#### BSL: Grammar

def-or-expr def-or-expr

(define (variable variable) expr)

(define (variable variable variable) expr)

(define (variable variable variable variable) expr)

program = def-or-expr ... def-or-expr = definition | expr definition = (define (variable variable variable ...) expr) expr = variable | value | (primitive expr expr ...) | (variable expr expr ...) | (cond [expr expr] ... [expr expr]) | (cond [expr expr] ... [else expr])

The final point about grammars concerns the three “words” that come in a distinct font: define, cond, and else. According to the definition of BSL vocabulary, these three words are names. What the vocabulary definition does not tell us is that these names have a pre-defined meaning. In BSL, these words serve as markers that differentiate some compound sentences from others, and in acknowledgment of their role, such words are called keywords.

The first syntactic category says that a program is a def-or-expr.In DrRacket, a program really consists of two distinct parts: the definitions area and the expressions in the interactions area. Expressions may refer to the definitions.

The second definition tells us that a def-or-expr is either a definition or an expr.

The last definition lists all ways of forming an expr, and the second one is value.

The interesting parts of the grammar show how to form compound sentences, which are sentences built from other sentences. For example, the definition part tells us that a function definition is formed by using “(”, followed by the keyword define, followed by another “(”, followed by a sequence of at least two variables, followed by “)”, followed by an expr, and closed by a right parenthesis “)” that matches the very first one. You can see from this example how the leading keyword define distinguishes definitions from expressions.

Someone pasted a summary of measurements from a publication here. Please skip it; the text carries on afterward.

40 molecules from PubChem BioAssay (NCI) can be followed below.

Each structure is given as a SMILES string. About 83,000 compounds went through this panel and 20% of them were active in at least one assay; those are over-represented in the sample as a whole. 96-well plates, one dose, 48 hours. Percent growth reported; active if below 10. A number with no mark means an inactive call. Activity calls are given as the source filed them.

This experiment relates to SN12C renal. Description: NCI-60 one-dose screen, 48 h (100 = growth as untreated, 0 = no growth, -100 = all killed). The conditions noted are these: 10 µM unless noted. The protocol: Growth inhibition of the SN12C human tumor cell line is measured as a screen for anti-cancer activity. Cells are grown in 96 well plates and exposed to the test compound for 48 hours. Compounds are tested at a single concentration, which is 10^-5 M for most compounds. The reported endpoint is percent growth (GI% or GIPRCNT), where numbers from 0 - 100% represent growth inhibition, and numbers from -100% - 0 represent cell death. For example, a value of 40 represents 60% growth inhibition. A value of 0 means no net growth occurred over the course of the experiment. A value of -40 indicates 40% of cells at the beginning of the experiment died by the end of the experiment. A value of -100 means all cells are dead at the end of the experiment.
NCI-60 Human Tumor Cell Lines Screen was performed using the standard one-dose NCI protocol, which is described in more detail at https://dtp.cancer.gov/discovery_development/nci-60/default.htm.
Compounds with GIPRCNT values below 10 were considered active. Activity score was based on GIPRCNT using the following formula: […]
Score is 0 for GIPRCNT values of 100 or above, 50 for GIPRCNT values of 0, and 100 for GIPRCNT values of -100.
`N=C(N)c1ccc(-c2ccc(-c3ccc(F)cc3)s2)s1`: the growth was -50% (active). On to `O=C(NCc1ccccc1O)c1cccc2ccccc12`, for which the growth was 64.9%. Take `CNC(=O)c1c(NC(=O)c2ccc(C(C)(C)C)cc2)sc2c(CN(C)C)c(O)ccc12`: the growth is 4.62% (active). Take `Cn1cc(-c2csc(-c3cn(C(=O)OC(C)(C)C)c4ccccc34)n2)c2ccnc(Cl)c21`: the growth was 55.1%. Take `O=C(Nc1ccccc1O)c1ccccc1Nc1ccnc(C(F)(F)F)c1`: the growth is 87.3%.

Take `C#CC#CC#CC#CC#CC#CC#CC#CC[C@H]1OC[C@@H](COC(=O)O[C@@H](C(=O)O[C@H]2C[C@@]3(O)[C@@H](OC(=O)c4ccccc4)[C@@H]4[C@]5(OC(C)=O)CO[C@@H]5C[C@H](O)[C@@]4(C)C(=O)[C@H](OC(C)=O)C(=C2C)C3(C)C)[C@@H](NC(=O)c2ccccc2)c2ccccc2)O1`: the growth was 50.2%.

Expressions, called expr, come in six flavors: variables, constants, primitive applications, (function) applications, and two varieties of conditionals. While the first two are atomic sentences, the last four are compound sentences. Note how the keyword cond distinguishes conditional expressions from primitive and function applications.

Here are three examples of expressions: "all", x, and (f x). The first one belongs to the class of strings and is therefore an expression. The second is a variable, and every variable is an expression. The third is a function application, because f and x are variables.

In contrast, the following parenthesized sentences are not expressions: (f define), (cond x), and ((f 2) 10). The first one partially matches the shape of a function application but it uses define as if it were a variable. The second one fails to be a correct cond expression because it contains a variable as the second item and not a pair of expressions surrounded by parentheses. The last one is neither a conditional nor an application because the first part is an expression.